North Carolina Sea Grant

August 15, 2017 | Danielle Costantini

ABOVE: The newly exposed Shelly Island can be seen in the background of a sign that warns beachgoers of currents surrounding the island. Photo courtesy Mike Barber. 

By Danielle Costantini

Editor’s Note, Sept1: The Cape Hatteras National Seashore has released updated safety information regarding Shelly Island. Due to current weather events, it is discouraged to walk or swim to the island, particularly during high tide. More information can be found here

On the Outer Banks, safety warnings have been out all summer for visitors hoping to visit a newly exposed shoal — dubbed Shelly Island. In recent weeks, the new island appears to be getting closer to attaching to Cape Point. But the distance can be deceiving.

“People constantly have been deciding to take the risk and wade through a channel with currents moving as fast as whitewater rapids just to reach Shelly Island,” says Kermit Farrow, who coordinates community education programs for the Hatteras Island Rescue Squad that serves an area from Avon to Hatteras Village.

Upon first glance, Shelly Island often appears to be an easy swim. However, the safest way to get on the island is by boat or using a flotation device, Farrow suggests. He discourages visitors from swimming or wading to the island even when the water appears calm to a casual observer.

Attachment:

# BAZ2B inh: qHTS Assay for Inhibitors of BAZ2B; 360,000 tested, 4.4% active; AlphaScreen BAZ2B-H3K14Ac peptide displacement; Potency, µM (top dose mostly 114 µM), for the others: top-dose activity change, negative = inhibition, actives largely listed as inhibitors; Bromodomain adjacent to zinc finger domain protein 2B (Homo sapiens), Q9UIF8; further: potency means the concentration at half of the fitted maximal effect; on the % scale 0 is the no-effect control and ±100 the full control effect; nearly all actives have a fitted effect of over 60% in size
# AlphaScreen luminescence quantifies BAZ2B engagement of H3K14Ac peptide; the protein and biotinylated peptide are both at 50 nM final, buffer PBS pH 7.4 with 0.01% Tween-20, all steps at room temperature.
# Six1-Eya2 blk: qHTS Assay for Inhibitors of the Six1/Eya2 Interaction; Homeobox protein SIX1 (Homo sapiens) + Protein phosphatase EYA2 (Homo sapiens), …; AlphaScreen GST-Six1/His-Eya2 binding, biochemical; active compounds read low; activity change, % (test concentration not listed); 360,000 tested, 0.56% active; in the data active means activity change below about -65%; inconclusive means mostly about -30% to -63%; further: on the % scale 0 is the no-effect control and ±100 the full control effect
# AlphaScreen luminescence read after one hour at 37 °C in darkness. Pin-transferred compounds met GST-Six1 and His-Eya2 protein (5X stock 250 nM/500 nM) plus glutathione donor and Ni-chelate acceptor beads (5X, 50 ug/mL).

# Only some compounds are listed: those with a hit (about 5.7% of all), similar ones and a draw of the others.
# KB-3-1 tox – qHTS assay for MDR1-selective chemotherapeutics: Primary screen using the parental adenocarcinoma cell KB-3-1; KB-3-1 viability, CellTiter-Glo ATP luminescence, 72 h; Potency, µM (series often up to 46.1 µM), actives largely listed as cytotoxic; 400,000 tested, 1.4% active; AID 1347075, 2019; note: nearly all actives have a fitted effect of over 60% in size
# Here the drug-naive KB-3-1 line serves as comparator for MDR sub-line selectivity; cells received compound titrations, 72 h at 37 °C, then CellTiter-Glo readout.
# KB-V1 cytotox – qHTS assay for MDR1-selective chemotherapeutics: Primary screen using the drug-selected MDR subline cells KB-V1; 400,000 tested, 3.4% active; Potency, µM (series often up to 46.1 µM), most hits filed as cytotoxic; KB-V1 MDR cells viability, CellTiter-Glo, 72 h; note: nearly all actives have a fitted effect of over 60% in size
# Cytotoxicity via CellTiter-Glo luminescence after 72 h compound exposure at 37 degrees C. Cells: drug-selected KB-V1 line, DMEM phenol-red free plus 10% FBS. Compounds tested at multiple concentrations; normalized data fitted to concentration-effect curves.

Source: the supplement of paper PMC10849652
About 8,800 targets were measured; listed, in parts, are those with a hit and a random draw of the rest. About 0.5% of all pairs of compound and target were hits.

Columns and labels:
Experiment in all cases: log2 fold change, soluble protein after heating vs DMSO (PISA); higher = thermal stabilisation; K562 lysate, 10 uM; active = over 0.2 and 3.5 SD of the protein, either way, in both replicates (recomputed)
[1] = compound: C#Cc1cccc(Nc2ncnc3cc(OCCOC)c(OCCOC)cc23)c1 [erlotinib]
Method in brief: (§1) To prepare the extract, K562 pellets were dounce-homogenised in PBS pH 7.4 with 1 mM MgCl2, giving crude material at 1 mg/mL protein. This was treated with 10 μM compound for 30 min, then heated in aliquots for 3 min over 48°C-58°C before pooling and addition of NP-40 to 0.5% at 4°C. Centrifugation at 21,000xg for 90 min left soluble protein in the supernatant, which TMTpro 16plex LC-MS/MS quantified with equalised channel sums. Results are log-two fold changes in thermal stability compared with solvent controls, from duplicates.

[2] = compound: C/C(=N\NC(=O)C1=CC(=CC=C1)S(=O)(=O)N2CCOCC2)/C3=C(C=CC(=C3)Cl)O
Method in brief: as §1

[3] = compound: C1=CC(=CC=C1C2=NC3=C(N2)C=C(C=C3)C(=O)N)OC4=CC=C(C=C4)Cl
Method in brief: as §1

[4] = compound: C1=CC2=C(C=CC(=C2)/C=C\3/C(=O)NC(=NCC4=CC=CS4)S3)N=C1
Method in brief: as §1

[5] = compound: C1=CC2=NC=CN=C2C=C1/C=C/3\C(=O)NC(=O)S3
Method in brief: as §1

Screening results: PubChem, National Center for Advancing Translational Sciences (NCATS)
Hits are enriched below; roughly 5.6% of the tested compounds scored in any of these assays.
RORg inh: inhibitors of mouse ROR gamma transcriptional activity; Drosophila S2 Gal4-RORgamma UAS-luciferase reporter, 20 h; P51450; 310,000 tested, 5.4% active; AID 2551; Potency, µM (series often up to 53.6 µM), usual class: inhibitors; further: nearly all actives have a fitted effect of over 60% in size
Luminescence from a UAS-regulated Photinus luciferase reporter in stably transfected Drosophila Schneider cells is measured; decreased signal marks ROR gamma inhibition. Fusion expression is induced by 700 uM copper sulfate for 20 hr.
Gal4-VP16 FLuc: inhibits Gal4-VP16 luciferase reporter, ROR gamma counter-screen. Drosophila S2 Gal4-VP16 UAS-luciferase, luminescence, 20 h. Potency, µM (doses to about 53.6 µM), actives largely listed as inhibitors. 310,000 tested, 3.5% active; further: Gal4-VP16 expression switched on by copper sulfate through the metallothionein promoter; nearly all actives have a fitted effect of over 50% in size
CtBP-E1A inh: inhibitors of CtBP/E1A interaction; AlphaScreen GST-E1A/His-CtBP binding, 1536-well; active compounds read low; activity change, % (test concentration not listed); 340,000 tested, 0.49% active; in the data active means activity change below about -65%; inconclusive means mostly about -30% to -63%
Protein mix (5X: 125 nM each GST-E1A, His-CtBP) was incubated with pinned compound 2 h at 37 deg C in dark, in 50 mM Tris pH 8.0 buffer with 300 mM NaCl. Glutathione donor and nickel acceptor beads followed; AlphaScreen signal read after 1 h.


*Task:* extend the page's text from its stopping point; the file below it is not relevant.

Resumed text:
Mike Barber from the National Park Service explains that signs at Cape Point provide warnings about the currents surrounding Shelly Island. At peak times during the summer, National Park Service staff members have been stationed at a ramp entrance to educate visitors about the challenges of Cape Point and the island.

A permit from NPS is required to drive on the beach, otherwise visitors must trek 1.25 miles along the shore from the parking lot to Cape Point. This is especially hazardous in the summer heat and as incoming tides wash away portions of the beach, Barber adds.

Still, many visitors see the closing distance from the cape to the island at low tide as a sign of safety. A small sandbar has even accumulated in the channel separating the island and the point.

“How close the island and the cape come to connecting depends on the tides,” Farrow explains. At some points over the last few weeks, he adds, “you could walk to the island, but today at high tide you would have to wade across chest deep to reach it.”

To learn more about the formation of Shelly Island and the forces that shape the North Carolina coast, read New Island Sheds Light on Ever-Changing N.C. Coast.

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